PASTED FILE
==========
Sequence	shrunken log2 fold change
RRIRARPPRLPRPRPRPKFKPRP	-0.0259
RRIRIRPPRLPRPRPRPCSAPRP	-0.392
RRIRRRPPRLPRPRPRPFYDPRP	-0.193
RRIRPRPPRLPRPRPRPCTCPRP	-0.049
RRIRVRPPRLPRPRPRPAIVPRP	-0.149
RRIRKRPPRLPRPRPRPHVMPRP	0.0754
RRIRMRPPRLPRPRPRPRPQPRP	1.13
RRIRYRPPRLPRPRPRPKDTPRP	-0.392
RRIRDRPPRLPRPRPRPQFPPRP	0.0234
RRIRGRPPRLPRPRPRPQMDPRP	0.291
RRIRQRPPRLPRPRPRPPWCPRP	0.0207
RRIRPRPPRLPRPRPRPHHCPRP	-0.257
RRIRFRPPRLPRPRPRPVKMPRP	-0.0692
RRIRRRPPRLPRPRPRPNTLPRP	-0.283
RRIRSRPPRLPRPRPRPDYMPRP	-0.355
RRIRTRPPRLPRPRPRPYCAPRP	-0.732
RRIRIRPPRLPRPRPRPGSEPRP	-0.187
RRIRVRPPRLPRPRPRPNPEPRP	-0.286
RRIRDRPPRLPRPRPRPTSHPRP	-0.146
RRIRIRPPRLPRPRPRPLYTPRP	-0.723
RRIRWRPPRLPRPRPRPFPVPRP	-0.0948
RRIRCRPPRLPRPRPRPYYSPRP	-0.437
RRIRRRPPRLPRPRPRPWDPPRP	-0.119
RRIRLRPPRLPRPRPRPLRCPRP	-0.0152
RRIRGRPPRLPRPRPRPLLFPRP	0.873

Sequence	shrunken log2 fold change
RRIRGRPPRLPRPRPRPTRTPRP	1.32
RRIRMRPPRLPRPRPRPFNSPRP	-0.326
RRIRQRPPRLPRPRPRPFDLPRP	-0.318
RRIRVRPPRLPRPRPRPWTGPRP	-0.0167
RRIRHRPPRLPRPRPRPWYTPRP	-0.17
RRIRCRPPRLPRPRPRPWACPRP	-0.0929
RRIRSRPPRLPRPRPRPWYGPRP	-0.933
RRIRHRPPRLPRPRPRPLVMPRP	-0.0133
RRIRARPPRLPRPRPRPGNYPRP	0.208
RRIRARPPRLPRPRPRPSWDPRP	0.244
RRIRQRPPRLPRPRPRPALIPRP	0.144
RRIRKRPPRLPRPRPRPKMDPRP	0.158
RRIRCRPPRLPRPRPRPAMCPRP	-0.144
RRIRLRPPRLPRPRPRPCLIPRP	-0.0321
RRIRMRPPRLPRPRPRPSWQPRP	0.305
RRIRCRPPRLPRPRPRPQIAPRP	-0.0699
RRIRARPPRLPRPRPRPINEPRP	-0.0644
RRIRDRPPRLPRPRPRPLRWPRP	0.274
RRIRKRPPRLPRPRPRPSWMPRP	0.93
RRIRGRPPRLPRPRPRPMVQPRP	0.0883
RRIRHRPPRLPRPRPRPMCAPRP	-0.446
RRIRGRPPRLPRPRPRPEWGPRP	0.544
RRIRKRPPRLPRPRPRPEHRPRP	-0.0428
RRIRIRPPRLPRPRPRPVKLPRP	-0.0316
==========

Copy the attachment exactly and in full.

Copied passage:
Sequence	shrunken log2 fold change
RRIRARPPRLPRPRPRPKFKPRP	-0.0259
RRIRIRPPRLPRPRPRPCSAPRP	-0.392
RRIRRRPPRLPRPRPRPFYDPRP	-0.193
RRIRPRPPRLPRPRPRPCTCPRP	-0.049
RRIRVRPPRLPRPRPRPAIVPRP	-0.149
RRIRKRPPRLPRPRPRPHVMPRP	0.0754
RRIRMRPPRLPRPRPRPRPQPRP	1.13
RRIRYRPPRLPRPRPRPKDTPRP	-0.392
RRIRDRPPRLPRPRPRPQFPPRP	0.0234
RRIRGRPPRLPRPRPRPQMDPRP	0.291
RRIRQRPPRLPRPRPRPPWCPRP	0.0207
RRIRPRPPRLPRPRPRPHHCPRP	-0.257
RRIRFRPPRLPRPRPRPVKMPRP	-0.0692
RRIRRRPPRLPRPRPRPNTLPRP	-0.283
RRIRSRPPRLPRPRPRPDYMPRP	-0.355
RRIRTRPPRLPRPRPRPYCAPRP	-0.732
RRIRIRPPRLPRPRPRPGSEPRP	-0.187
RRIRVRPPRLPRPRPRPNPEPRP	-0.286
RRIRDRPPRLPRPRPRPTSHPRP	-0.146
RRIRIRPPRLPRPRPRPLYTPRP	-0.723
RRIRWRPPRLPRPRPRPFPVPRP	-0.0948
RRIRCRPPRLPRPRPRPYYSPRP	-0.437
RRIRRRPPRLPRPRPRPWDPPRP	-0.119
RRIRLRPPRLPRPRPRPLRCPRP	-0.0152
RRIRGRPPRLPRPRPRPLLFPRP	0.873

Sequence	shrunken log2 fold change
RRIRGRPPRLPRPRPRPTRTPRP	1.32
RRIRMRPPRLPRPRPRPFNSPRP	-0.326
RRIRQRPPRLPRPRPRPFDLPRP	-0.318
RRIRVRPPRLPRPRPRPWTGPRP	-0.0167
RRIRHRPPRLPRPRPRPWYTPRP	-0.17
RRIRCRPPRLPRPRPRPWACPRP	-0.0929
RRIRSRPPRLPRPRPRPWYGPRP	-0.933
RRIRHRPPRLPRPRPRPLVMPRP	-0.0133
RRIRARPPRLPRPRPRPGNYPRP	0.208
RRIRARPPRLPRPRPRPSWDPRP	0.244
RRIRQRPPRLPRPRPRPALIPRP	0.144
RRIRKRPPRLPRPRPRPKMDPRP	0.158
RRIRCRPPRLPRPRPRPAMCPRP	-0.144
RRIRLRPPRLPRPRPRPCLIPRP	-0.0321
RRIRMRPPRLPRPRPRPSWQPRP	0.305
RRIRCRPPRLPRPRPRPQIAPRP	-0.0699
RRIRARPPRLPRPRPRPINEPRP	-0.0644
RRIRDRPPRLPRPRPRPLRWPRP	0.274
RRIRKRPPRLPRPRPRPSWMPRP	0.93
RRIRGRPPRLPRPRPRPMVQPRP	0.0883
RRIRHRPPRLPRPRPRPMCAPRP	-0.446
RRIRGRPPRLPRPRPRPEWGPRP	0.544
RRIRKRPPRLPRPRPRPEHRPRP	-0.0428
RRIRIRPPRLPRPRPRPVKLPRP	-0.0316